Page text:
“In partnership with The Economist, the Kaiser Family Foundation conducted a cross-country survey of adults in the United States, Italy, Japan, and Brazil about people’s views and experiences related to aging and end-of-life medical care. These four countries are each at different stages of population aging, and have different cultural and institutional considerations when it comes to preparing and providing care for those near the end of life.
“This report gives an overview of the survey results for the U.S. A summary report comparing themes across the four countries and highlighting specific findings in Japan, Italy, and Brazil is available here.
NOTE: This article is about the Physician’s Order for Life Sustaining Treatment Form – commonly referred to as the P.O.L.S.T. form. In Pennyslvania, the same form is modified a bit to the Pennsylvania Order for Life Sustaining Treatment.
“POLST Paradigm Forms are different in each state — the order of the sections or the options within a section may be different — but they cover the same information.”
“The National POLST Paradigm Task Force (NPPTF) has just released their updated ‘Appropriate POLST Paradigm Form Use Policy,’ which can be accessed at http://bit.ly/2pJuRmt. So I’ll just start by disclosing that I am very fond of POLST (Physician Orders For Life Saving Treatment).”
Now on to the article at GeriPal: “Using Our Pink Friend (POLST) Appropriately: Please Help!”
“35 Years Of American Death | Mortality rates for leading causes of death in every U.S. county from 1980 to 2014.” – FiveThirtyEight
Mortality rates are age adjusted to account for higher mortality in older populations and geographic variations in the ages of county populations.
“Researchers have long argued that where we live can help predict how we die. But how much our location affects our health is harder to say, because death certificates, the primary source for mortality data, are not always complete. They frequently contain what public health experts call ‘garbage codes’: vague or generic causes of death that are listed when the specific cause is unknown. Garbage codes make it difficult to track the toll of a disease over time or to look for geographical patterns in how people die. The data shown in the map above represents one research group’s effort to fill in these gaps.
Continue reading this article at FiveThirtyEight.com.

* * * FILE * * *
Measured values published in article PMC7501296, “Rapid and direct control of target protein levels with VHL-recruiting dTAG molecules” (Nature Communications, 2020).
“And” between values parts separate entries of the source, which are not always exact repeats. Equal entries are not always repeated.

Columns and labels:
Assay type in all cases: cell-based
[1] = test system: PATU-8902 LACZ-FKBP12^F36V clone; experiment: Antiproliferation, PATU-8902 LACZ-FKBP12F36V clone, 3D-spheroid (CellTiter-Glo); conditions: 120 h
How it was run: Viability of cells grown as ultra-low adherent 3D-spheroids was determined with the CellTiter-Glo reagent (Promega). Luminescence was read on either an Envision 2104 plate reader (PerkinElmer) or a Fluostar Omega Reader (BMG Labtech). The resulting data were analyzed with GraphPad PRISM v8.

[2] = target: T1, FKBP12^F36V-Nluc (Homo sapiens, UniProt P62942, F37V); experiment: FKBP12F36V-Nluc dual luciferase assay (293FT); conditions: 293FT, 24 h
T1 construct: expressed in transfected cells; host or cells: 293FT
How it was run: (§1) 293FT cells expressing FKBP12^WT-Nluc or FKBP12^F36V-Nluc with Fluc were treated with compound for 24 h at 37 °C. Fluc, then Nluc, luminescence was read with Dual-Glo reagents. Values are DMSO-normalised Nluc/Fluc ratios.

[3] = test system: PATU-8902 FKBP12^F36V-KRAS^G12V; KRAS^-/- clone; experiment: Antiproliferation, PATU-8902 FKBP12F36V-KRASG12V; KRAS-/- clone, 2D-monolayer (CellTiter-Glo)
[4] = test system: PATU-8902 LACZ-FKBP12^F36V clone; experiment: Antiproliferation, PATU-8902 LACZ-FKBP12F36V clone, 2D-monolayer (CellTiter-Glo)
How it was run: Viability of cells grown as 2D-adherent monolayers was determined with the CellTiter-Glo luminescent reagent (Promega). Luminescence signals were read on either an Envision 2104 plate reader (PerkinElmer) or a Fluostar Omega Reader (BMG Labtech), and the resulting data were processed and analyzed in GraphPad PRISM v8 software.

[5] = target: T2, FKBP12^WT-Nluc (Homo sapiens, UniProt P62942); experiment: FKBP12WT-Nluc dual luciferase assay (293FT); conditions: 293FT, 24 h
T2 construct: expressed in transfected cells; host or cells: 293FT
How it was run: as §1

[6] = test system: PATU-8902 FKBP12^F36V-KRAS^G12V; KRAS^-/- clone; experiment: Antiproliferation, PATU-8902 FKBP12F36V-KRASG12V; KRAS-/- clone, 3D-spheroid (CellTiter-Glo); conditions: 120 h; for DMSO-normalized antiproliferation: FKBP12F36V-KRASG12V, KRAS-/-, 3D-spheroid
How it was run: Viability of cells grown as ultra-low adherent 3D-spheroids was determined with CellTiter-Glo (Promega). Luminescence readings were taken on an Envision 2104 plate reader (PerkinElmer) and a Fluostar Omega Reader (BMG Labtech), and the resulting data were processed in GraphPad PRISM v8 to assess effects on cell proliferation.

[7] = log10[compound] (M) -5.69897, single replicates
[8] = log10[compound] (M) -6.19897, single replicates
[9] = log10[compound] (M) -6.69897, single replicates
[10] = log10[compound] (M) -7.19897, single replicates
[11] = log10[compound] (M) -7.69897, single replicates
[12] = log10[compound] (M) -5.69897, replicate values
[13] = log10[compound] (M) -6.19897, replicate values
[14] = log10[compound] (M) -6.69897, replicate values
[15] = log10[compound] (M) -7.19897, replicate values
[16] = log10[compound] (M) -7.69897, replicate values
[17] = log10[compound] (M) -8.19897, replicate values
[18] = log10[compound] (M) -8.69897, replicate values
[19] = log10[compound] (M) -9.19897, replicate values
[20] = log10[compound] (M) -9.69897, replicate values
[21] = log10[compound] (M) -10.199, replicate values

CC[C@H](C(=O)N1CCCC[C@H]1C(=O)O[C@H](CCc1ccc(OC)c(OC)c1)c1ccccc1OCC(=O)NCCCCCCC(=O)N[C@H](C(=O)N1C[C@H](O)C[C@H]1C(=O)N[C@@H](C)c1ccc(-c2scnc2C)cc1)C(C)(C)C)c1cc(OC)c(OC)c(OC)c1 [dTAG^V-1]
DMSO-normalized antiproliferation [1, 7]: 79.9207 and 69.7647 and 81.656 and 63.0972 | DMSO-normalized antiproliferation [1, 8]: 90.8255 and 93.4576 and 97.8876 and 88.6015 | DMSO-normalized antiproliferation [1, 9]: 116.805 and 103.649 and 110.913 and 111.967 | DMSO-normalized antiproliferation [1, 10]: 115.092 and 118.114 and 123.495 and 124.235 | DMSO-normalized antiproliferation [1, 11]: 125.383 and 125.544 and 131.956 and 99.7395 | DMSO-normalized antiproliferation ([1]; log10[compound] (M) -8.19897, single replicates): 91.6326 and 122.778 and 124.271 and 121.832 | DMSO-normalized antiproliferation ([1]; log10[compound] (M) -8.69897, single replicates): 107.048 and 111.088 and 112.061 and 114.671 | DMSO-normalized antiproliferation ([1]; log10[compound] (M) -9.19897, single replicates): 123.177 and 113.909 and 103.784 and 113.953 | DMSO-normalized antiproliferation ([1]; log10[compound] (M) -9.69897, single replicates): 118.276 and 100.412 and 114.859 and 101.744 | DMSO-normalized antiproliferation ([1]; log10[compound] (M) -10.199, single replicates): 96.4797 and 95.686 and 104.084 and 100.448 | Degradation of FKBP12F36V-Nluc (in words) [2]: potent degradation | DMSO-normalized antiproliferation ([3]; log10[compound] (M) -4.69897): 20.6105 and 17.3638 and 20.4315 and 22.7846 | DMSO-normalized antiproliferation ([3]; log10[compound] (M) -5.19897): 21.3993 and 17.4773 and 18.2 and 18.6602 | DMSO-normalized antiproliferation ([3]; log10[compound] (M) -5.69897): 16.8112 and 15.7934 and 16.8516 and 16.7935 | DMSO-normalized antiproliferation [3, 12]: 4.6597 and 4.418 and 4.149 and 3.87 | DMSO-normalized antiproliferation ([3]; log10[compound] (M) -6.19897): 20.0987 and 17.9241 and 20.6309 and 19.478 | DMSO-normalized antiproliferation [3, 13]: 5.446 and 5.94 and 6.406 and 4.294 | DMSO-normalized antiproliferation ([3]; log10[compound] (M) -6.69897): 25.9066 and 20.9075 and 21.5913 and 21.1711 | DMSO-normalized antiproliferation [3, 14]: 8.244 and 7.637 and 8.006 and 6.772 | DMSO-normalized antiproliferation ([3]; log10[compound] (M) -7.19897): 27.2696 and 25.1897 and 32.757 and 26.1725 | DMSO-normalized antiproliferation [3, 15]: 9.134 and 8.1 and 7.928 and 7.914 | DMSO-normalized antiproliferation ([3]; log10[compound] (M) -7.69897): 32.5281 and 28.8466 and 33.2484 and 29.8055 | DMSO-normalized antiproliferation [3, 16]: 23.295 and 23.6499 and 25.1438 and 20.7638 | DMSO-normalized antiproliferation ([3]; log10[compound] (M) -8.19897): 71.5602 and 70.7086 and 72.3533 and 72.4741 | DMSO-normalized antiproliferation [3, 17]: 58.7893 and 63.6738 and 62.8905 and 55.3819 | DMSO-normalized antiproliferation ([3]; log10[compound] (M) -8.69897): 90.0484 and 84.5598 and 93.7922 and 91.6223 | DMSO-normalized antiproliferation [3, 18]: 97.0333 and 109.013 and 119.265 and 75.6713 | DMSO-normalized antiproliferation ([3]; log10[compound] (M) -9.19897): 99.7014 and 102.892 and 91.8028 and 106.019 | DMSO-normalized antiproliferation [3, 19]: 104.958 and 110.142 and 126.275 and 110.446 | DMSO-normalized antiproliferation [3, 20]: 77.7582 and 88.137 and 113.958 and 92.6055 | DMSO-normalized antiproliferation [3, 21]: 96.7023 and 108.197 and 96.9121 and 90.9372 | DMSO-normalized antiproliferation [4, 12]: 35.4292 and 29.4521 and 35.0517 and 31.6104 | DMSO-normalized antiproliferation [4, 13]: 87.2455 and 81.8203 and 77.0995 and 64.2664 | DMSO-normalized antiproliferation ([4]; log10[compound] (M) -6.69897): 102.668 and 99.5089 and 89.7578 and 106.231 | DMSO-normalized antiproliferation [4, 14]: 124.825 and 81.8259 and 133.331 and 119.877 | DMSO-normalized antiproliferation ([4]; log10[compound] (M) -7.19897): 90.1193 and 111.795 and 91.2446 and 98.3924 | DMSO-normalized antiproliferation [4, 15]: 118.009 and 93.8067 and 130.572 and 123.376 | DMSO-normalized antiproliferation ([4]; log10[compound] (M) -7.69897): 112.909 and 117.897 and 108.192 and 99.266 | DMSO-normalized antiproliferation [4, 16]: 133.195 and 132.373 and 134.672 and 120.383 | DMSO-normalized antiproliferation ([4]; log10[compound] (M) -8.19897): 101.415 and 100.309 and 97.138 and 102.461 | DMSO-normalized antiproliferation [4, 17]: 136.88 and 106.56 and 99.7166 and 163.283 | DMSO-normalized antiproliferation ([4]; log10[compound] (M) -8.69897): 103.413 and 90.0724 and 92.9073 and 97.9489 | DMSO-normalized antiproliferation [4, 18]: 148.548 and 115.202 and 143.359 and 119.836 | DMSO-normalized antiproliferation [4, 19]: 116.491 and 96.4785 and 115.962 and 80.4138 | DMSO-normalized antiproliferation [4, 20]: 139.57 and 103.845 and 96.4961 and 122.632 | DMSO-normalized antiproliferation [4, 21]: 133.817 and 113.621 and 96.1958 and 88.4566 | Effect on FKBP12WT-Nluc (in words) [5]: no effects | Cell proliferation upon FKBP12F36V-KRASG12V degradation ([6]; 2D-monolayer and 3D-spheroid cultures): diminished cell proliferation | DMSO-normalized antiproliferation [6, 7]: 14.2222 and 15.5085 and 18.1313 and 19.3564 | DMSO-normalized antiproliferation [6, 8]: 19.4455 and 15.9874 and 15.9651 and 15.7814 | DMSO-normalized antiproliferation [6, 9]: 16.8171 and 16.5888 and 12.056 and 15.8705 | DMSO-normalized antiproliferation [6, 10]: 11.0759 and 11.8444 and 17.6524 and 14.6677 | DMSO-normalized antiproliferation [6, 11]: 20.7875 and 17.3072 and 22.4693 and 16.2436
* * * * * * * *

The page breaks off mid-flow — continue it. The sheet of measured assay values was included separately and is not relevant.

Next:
“Quality & Safety Consideration for Patients with a POLST or Living Will | Do We Ask for Permission to Treat First? Or Treat first & Ask Questions Later?” – GeriPal
This resuscitation card links to a video by the patient explaining their care preferences:https://vimeo.com/user44599014/review/188926708/25b475b740 The password is: 911.
“As we are educated on the ethical & financial concerns surrounding end-of-life care, we are informed by Institute of Medicine that end-of-life care is broken and accounts for $170 billion in annual spending (1). This projection will exceed $350 billion in less than 5 years. To better align patient wishes, living wills & POLST (Physicians Orders for Life-Sustaining Treatment) are necessary documents and processes. Whether you like them or not they are here to stay are we need to assure provider competency. Additionally, Medicare now reimburses for advance care planning conversations in the office or via telemedicine. In the past, physicians have tried to embrace living wills and more recently, the POLST paradigm has emerged to the national forefront. POLST & POLST-like processes have grown rapidly, which has outpaced the ability of states to educate to ensure the safe & effective utilization of this process.”
by Marcia Glass, MD
“I sometimes notice ‘DNR’ on my intern’s to-do list during rounds. It usually means his resident asked why this patient, in spite of being so debilitated from his end-stage cancer, or his dementia, or his heart failure, was still full code. The patient should be made DNR instead, but doing so involves a difficult conversation with sick patients or desperate relatives, sometimes over hours, sometimes over days. Hence, the DNR on the to-do list and the knowing looks from my team. ‘How’s the family?’ ‘Do they get it?’ ‘Are they reasonable?’ Any possibility of a peaceful death depends on my medical team’s ability to make people we hardly know trust us and then change their minds.
“Mrs. J. was different. In her eighties, she came to our hospital … ”